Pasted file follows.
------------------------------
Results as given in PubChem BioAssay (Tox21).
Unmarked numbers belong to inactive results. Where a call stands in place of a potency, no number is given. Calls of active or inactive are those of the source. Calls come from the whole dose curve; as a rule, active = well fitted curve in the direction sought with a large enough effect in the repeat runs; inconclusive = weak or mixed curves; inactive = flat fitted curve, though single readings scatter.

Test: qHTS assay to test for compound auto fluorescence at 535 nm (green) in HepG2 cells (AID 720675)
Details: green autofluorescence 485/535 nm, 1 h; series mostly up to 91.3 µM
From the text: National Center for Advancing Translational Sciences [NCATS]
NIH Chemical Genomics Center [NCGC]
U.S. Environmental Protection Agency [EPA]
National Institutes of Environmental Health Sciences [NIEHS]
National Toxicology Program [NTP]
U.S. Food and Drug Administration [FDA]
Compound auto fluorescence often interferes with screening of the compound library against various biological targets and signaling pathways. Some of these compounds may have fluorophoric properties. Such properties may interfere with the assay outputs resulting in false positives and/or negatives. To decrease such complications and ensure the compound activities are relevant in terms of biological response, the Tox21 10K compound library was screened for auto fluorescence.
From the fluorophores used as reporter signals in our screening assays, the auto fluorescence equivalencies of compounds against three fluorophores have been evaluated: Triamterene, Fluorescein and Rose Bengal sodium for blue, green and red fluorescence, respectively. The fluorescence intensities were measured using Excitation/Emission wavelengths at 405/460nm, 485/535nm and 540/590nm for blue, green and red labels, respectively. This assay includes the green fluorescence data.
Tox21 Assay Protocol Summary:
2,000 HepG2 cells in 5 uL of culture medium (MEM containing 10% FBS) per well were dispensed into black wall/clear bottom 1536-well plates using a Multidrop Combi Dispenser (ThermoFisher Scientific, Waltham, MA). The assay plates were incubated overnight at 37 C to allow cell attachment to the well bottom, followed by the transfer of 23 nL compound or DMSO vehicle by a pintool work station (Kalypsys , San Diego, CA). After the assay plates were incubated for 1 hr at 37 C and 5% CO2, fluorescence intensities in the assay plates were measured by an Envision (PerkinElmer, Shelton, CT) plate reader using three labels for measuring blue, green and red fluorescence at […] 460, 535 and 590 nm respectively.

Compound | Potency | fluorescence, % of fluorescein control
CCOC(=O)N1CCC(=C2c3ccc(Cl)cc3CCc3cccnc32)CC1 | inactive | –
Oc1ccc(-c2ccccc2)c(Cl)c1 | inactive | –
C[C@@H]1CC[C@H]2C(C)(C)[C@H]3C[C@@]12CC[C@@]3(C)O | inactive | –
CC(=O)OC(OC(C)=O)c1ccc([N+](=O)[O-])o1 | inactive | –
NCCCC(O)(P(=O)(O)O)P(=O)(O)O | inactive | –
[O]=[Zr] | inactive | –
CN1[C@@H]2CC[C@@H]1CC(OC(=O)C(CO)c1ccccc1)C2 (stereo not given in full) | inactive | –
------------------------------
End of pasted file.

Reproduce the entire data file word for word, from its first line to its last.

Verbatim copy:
Results as given in PubChem BioAssay (Tox21).
Unmarked numbers belong to inactive results. Where a call stands in place of a potency, no number is given. Calls of active or inactive are those of the source. Calls come from the whole dose curve; as a rule, active = well fitted curve in the direction sought with a large enough effect in the repeat runs; inconclusive = weak or mixed curves; inactive = flat fitted curve, though single readings scatter.

Test: qHTS assay to test for compound auto fluorescence at 535 nm (green) in HepG2 cells (AID 720675)
Details: green autofluorescence 485/535 nm, 1 h; series mostly up to 91.3 µM
From the text: National Center for Advancing Translational Sciences [NCATS]
NIH Chemical Genomics Center [NCGC]
U.S. Environmental Protection Agency [EPA]
National Institutes of Environmental Health Sciences [NIEHS]
National Toxicology Program [NTP]
U.S. Food and Drug Administration [FDA]
Compound auto fluorescence often interferes with screening of the compound library against various biological targets and signaling pathways. Some of these compounds may have fluorophoric properties. Such properties may interfere with the assay outputs resulting in false positives and/or negatives. To decrease such complications and ensure the compound activities are relevant in terms of biological response, the Tox21 10K compound library was screened for auto fluorescence.
From the fluorophores used as reporter signals in our screening assays, the auto fluorescence equivalencies of compounds against three fluorophores have been evaluated: Triamterene, Fluorescein and Rose Bengal sodium for blue, green and red fluorescence, respectively. The fluorescence intensities were measured using Excitation/Emission wavelengths at 405/460nm, 485/535nm and 540/590nm for blue, green and red labels, respectively. This assay includes the green fluorescence data.
Tox21 Assay Protocol Summary:
2,000 HepG2 cells in 5 uL of culture medium (MEM containing 10% FBS) per well were dispensed into black wall/clear bottom 1536-well plates using a Multidrop Combi Dispenser (ThermoFisher Scientific, Waltham, MA). The assay plates were incubated overnight at 37 C to allow cell attachment to the well bottom, followed by the transfer of 23 nL compound or DMSO vehicle by a pintool work station (Kalypsys , San Diego, CA). After the assay plates were incubated for 1 hr at 37 C and 5% CO2, fluorescence intensities in the assay plates were measured by an Envision (PerkinElmer, Shelton, CT) plate reader using three labels for measuring blue, green and red fluorescence at […] 460, 535 and 590 nm respectively.

Compound | Potency | fluorescence, % of fluorescein control
CCOC(=O)N1CCC(=C2c3ccc(Cl)cc3CCc3cccnc32)CC1 | inactive | –
Oc1ccc(-c2ccccc2)c(Cl)c1 | inactive | –
C[C@@H]1CC[C@H]2C(C)(C)[C@H]3C[C@@]12CC[C@@]3(C)O | inactive | –
CC(=O)OC(OC(C)=O)c1ccc([N+](=O)[O-])o1 | inactive | –
NCCCC(O)(P(=O)(O)O)P(=O)(O)O | inactive | –
[O]=[Zr] | inactive | –
CN1[C@@H]2CC[C@@H]1CC(OC(=O)C(CO)c1ccccc1)C2 (stereo not given in full) | inactive | –